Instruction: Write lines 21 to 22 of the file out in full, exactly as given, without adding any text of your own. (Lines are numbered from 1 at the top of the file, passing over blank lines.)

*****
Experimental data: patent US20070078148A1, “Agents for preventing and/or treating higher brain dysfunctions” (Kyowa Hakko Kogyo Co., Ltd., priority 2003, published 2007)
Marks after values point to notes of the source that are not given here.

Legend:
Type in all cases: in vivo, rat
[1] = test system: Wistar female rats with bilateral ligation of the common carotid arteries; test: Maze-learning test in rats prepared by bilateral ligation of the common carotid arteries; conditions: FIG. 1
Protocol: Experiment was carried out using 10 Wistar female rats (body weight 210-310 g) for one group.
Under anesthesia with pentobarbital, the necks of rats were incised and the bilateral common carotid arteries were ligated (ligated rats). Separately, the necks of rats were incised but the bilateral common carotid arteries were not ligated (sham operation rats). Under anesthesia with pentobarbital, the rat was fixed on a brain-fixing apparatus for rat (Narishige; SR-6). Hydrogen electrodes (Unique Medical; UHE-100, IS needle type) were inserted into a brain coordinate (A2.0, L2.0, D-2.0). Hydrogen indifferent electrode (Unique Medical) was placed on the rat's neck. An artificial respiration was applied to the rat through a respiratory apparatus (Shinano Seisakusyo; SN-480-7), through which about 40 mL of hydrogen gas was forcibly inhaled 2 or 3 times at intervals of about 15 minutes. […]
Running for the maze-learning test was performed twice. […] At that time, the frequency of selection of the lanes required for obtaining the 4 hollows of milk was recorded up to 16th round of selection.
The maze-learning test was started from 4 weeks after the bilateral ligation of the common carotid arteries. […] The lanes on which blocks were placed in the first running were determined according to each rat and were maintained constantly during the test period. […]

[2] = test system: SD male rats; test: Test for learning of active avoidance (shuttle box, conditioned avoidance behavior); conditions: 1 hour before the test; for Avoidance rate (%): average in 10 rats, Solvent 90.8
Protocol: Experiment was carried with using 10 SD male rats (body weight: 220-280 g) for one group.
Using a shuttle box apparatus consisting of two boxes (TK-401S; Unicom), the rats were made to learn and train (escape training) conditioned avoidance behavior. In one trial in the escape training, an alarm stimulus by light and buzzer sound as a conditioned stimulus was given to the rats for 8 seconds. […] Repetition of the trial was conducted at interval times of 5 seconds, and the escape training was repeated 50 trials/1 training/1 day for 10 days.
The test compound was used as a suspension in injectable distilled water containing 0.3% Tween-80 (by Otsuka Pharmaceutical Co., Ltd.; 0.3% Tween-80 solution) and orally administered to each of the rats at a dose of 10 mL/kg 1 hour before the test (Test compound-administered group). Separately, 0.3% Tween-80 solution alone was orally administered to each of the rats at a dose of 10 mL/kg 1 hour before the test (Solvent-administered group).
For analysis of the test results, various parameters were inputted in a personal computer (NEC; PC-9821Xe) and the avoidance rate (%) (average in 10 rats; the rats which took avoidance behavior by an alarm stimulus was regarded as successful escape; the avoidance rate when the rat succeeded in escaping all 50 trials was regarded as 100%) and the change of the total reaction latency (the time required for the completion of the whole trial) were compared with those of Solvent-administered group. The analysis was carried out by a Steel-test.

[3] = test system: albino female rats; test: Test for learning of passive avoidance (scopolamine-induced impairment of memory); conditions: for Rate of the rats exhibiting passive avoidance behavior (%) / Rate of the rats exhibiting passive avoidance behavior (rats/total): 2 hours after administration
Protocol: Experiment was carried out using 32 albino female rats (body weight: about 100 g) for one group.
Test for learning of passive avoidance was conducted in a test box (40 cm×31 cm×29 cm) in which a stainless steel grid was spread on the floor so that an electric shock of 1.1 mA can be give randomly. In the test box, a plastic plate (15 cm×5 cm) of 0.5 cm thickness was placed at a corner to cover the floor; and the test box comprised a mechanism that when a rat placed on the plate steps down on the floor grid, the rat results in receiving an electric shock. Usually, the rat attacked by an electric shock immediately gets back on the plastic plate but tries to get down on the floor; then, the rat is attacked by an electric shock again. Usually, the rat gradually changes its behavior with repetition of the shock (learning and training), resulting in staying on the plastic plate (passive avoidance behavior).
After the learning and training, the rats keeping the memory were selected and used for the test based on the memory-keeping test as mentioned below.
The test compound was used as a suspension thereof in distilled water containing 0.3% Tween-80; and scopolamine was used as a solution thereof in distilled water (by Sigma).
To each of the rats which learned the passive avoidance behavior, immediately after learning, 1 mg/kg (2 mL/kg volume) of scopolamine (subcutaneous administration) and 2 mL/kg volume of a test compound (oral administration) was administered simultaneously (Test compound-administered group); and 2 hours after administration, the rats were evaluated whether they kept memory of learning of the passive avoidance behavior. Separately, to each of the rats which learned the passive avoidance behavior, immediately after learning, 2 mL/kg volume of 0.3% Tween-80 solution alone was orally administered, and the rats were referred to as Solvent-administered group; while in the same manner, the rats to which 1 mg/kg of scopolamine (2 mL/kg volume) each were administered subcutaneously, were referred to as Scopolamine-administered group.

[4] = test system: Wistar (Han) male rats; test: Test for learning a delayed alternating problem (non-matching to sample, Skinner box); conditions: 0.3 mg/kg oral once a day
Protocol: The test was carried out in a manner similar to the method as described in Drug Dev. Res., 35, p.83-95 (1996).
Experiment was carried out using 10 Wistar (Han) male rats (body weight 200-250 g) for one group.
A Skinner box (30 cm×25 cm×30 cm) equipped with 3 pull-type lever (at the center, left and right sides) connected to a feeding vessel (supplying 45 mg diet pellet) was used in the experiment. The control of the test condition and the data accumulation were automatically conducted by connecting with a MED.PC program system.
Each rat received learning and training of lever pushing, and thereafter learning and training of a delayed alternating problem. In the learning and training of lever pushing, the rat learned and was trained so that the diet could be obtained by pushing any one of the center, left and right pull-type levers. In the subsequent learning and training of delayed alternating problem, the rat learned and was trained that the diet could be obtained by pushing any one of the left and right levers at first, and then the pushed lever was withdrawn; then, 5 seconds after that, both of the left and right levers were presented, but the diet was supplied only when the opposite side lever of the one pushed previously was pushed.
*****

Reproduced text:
[4] = test system: Wistar (Han) male rats; test: Test for learning a delayed alternating problem (non-matching to sample, Skinner box); conditions: 0.3 mg/kg oral once a day
Protocol: The test was carried out in a manner similar to the method as described in Drug Dev. Res., 35, p.83-95 (1996).